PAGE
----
Meanwhile, Flag Officer David Farragut has organized his Union fleet into three divisions and issued orders to be ready to move out. He spends the afternoon traveling from ship to ship to ensure everything is ready. When night comes, Confederate forces light fires, since General Duncan has seen small white flags set along the bank and assumes (correctly) that these are to align the movement of the fleet as it sails upriver. Farragut sends Lieutenant Caldwell and some men out in a small boat to make sure the passage through the barrier is still open. (9, 14)

Siege of Fort Macon: US General Burnside again asks CS Colonel White to surrender the fort. Colonel White refuses. (2)

Military events: US Secretary of War Stanton, after conferring with President Lincoln, orders General McDowell not to cross the Rappahannock near Fredericksburg. (6)

Mortar steamers attacking Fort Jackson

Mortar steamers attacking Fort Jackson (Library of Congress)

April 24

Battles: New Orleans: At around 2 a.m., Union gunboats intensify their cannonade (some 16,500 rounds will eventually be fired) and Farragut and 17 warships move out. Ten minutes later, both Confederate forts open fire on the leading warships. (14)

McPherson describes the ensuing battle thus: “The forts opened fire with eighty or ninety guns; the ships replied with twice as many; the Confederate ironclad Louisiana, moored to the bank with her engines not yet working, cut loose with as many of her sixteen guns as would bear. Three of the rebel gunboats entered the fray and tried to ram Union warships (one of them succeeded, sinking the ten-gun sloop Varuna) while the civilian captains of the other rebel boats fled upstream or scuttled their craft. Confederate tugs pushed fire-rafts heaped with flaming pine and pitch into the current to float down on Yankee ships. With all this happening in a space of barely a square mile, it was the greatest fireworks display in American history.”

Ultimately, after an hour and a half, Farragut has lost 4 ships and 37 men, with 147 wounded, but the remainder of his fleet passes the barricade and anchors off Quarantine Station, near a Confederate camp which surrenders. Farragut pauses there to bury the dead and repair his ships. (4, 14)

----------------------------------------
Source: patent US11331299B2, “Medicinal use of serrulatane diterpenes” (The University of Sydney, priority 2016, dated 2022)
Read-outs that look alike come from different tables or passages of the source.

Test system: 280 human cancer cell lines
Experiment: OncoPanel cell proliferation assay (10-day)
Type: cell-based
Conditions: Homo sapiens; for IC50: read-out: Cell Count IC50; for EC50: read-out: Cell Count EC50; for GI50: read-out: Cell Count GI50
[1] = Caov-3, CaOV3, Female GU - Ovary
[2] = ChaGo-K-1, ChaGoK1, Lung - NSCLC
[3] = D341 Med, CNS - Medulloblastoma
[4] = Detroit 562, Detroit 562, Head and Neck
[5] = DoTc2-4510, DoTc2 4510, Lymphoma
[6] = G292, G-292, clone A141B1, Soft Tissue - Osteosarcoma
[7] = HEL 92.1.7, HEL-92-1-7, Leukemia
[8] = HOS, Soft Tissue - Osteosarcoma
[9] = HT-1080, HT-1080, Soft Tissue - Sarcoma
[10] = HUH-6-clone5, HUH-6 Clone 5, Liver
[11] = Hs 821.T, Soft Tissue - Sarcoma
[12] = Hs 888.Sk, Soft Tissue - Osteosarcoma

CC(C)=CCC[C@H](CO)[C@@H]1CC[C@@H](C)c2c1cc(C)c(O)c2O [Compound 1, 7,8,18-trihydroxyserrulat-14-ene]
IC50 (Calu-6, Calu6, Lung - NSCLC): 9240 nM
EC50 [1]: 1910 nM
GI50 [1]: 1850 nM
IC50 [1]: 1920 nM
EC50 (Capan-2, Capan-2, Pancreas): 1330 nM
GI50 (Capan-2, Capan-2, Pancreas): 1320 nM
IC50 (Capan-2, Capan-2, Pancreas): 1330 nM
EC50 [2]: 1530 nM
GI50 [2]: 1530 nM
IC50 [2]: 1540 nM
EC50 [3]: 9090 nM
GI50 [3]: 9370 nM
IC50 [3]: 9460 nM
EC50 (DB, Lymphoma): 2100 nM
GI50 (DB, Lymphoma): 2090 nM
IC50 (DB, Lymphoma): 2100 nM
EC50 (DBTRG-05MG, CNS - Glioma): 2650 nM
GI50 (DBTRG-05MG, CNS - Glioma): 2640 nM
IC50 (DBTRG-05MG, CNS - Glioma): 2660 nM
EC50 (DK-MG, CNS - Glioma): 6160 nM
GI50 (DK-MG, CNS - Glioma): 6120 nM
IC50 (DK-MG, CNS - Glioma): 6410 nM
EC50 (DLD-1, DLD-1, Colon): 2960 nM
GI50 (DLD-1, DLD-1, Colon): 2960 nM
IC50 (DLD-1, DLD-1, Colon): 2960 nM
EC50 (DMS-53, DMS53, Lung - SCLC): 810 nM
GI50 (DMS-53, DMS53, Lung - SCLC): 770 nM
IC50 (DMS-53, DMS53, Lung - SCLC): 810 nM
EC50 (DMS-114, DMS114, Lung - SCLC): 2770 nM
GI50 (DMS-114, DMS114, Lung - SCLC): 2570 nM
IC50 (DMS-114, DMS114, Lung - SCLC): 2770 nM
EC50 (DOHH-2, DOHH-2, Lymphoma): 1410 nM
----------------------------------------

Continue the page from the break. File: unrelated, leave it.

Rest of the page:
Siege of Fort Macon: General Burnside orders General Parke to begin the bombardment as soon as possible. Under cover of night fall, Parke opens up his batteries for firing. (2)

April 25

Battles: New Orleans: The Union fleet heads upriver for New Orleans. A small Confederate battery about 5 miles from the city fires on the ships but is quickly silenced. The federal naval forces meet burning ships drifting downstream on their approach, and as they arrive at New Orleans, they note a “scene of desolation; ships, steamers, cotton, coal, etc. … all in one common blaze.” The city’s leadership all refuse to surrender, and with angry mobs in the street and parts of the city burning, Farragut decides to hold off occupying the city until General Benjamin Butler’s 18,000-man force can make it upriver past forts Jackson and St. Philip, which are still in Confederate hands. (14)

Fort Macon entrance and moat

Fort Macon entrance and moat in 1940 (Library of Congress)

Siege of Fort Macon: General Parke starts his bombardment of the fort at dawn. Fort Macon’s big guns reply but cannot get many hits because of the dunes. Attracted by the sound of gunfire, four vessels from the Blockading Squadron arrive in the harbor. The water is too rough for them to be able to direct accurate naval fire on the fort, and Confederate guns hit two of the ships, doing little damage and injuring only one man. The walls of the fort are breached, and at around 4:30 p.m., Colonel White orders the white flag raised over Fort Macon. (2)